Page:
There have been tentative signs of progress toward salvaging the 2015 nuclear deal, as the UN's atomic energy watchdog reports that Iran has agreed to discuss "outstanding issues."
International Atomic Energy Agency (IAEA) Director General Rafael Grossi told reporters in Vienna on Thursday that Iran has agreed to meet with international experts investigating the discovery of uranium particles at several undeclared sites.
Grossi also said Iran had accepted holding a series of meetings with the UN nuclear watchdog in order to "clarify a number of outstanding issues"
Iran has previously stonewalled investigators demanding an explanation for the uranium particles.
The announcement came as Germany, France and the UK decided to pause the submission of a resolution criticizing Iran's suspension of some IAEA inspections. The resolution was intended to be brought before the IAEA's board of governors this week.
"Today's developments can keep open the path of diplomacy initiated by Iran and the IAEA," Foreign Ministry spokesman Saeed Khatibzadeh said.
The 2015 nuclear deal promised Tehran sanctions relief in exchange for transparency in scaling down nuclear weapons development.
Iran began to step up uranium enrichment after the US withdrew from the accord and increased sanctions under former President Donald Trump. New US leadership under President Joe Biden has sparked hopes that all sides can return to the negotiating table to salvage the deal.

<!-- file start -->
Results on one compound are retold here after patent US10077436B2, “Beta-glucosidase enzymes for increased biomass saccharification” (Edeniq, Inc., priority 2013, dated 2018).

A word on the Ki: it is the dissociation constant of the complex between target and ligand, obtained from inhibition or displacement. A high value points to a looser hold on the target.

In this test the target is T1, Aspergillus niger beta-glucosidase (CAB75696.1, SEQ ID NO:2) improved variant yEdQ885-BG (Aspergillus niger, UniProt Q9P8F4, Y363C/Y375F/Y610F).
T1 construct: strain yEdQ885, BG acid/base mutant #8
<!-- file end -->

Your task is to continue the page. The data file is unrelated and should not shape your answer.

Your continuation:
One diplomatic source told the AFP news agency that the European governments' decision to pause criticism of Tehran would "give time to diplomacy," citing signs of "good faith" on the Iranian side following Grossi's initiatives.
Germany's Foreign Ministry told The Associated Press that it was common to "discuss all possible options for action'' ahead of such meetings, adding that the European powers, called the E3, still have concerns about Tehran's "serious violations" of the deal.
"Above all, we would like to support the director general of the IAEA in his efforts to start talks with Iran regarding the open safeguards issues,'' the ministry said.
A French diplomatic source told the Reuters news agency that "things are moving in the right direction" and that Iran was giving "positive signals."
wmr/nm (dpa,Reuters, AP)